SHILLONG | August 6, 2018: On the need to appoint local residents, who are proficient in the local language, the Meghalaya Rural Bank Officers’ Association has written an open letter to BJP parliamentarian Rajiv Pratap Rudy.
He also questioned the controversial amendment of the language proficiency clause by the Union finance ministry.
Earlier, the association had sent a petition to Meghalaya chief minister Conrad K. Sangma and stated that to be proficient in local language one has to read the language up to class VIII or above, in boards of education or schools recognized by the government.
“Even for a person speaking local language to be proficient, one should read that language for minimum 10 years. That is two years for pre-school and eight years from classes I to VIII,” the association said.
“On what basis shall a non-local language-speaking person be proficient in a local language within a few months? This is next to impossible and is an absurd idea,” the association’s general secretary, Michael L’Chyne, said.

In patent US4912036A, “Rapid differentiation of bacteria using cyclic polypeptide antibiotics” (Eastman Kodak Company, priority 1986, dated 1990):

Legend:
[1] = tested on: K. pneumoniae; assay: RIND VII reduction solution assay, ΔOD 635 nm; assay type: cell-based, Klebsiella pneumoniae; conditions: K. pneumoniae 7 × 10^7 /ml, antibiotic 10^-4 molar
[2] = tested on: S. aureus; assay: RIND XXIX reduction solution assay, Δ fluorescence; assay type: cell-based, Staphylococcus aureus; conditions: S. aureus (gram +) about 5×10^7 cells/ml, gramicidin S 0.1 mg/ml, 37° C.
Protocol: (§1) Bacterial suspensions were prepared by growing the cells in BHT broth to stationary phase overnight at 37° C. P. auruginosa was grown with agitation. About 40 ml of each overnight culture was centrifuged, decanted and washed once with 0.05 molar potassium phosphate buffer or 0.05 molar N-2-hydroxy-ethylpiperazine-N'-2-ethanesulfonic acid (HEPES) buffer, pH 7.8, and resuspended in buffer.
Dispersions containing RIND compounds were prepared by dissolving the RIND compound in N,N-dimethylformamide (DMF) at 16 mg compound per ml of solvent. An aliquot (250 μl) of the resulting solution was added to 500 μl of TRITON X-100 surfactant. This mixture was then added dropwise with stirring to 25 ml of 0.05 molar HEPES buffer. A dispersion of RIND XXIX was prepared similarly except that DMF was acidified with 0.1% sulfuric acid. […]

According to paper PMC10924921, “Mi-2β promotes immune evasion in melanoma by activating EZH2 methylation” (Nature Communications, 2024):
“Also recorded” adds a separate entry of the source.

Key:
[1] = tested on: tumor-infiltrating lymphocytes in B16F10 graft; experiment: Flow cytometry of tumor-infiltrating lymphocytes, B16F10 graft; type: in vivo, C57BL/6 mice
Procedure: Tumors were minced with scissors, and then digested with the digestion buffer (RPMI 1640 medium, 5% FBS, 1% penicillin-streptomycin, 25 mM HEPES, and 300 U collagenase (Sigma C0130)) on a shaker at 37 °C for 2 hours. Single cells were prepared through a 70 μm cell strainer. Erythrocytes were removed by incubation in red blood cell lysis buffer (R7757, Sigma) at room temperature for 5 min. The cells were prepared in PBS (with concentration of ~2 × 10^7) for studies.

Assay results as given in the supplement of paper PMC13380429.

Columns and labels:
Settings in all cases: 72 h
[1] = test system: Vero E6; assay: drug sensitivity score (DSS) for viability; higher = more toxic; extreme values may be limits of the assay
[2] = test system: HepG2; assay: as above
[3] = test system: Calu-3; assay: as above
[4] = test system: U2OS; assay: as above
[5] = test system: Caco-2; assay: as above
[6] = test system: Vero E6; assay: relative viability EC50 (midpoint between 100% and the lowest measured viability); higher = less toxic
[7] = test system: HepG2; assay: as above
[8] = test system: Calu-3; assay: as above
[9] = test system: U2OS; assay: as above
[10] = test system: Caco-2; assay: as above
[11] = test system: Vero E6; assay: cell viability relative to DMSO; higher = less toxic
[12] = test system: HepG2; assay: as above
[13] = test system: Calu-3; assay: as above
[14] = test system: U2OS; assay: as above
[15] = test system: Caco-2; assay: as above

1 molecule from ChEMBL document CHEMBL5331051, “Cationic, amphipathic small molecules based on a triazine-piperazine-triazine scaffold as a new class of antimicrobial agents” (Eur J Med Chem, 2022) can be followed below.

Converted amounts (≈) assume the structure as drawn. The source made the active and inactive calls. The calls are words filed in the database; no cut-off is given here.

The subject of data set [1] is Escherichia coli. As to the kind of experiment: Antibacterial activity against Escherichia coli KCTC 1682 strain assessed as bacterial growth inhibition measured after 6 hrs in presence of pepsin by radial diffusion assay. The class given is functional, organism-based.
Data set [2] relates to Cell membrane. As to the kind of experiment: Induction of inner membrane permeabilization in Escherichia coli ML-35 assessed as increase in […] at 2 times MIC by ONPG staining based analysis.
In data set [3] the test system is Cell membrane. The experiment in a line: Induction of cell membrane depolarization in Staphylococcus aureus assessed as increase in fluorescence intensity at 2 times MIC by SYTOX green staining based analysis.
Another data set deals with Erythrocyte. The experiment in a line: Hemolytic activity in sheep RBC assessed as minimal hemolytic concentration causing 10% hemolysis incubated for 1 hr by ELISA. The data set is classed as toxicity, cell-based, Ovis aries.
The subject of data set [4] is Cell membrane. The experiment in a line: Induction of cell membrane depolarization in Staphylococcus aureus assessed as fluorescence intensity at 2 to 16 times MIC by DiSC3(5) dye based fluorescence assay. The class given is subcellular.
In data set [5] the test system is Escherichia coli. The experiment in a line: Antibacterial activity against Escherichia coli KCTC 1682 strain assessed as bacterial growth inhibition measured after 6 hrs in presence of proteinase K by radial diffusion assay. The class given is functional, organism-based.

On Wednesday, referring to Rudy who raised the issue of posting of qualified youths from the Indian heartland in Meghalaya Rural Bank, in Parliament, Chyne said, “We are perturbed that your honour has not realized that the crux of the matter is not that the authorities concerned are arbitrarily denying the posting. But it is the flawed appointment rules, amended by the ministry of finance, whereby one of the essential qualifications, that proficiency in local language was over-diluted after its existence for over 40 years since the Regional Rural Bank Act, 1976, was passed by Parliament.”
Chyne, also the joint general secretary of the All India Regional Rural Bank Officers’ Federation urged Rudy to ponder, as regional rural banks were established through an Act of Parliament to cater to the poor, unlettered, uneducated and impoverished section of a specific region or state of the country.
He said, “That is why the local language proficiency clause in the appointment rules, was perhaps, made as one of the essential qualifications. Had the then law-makers intended that regional rural banks are to cater on an all-India basis. I think they would not have enacted the Regional Rural Bank Act; and instead, perhaps, they would have named the act as the Rural Bank of India Act and would not have stipulated proficiency in local language as one of the essential qualifications. Language proficiency was perhaps included as these banks are meant to serve a specific region/state only, with a well-demarcated area of operation in the country with their distinct and diverse nomenclatures easily identifiable.”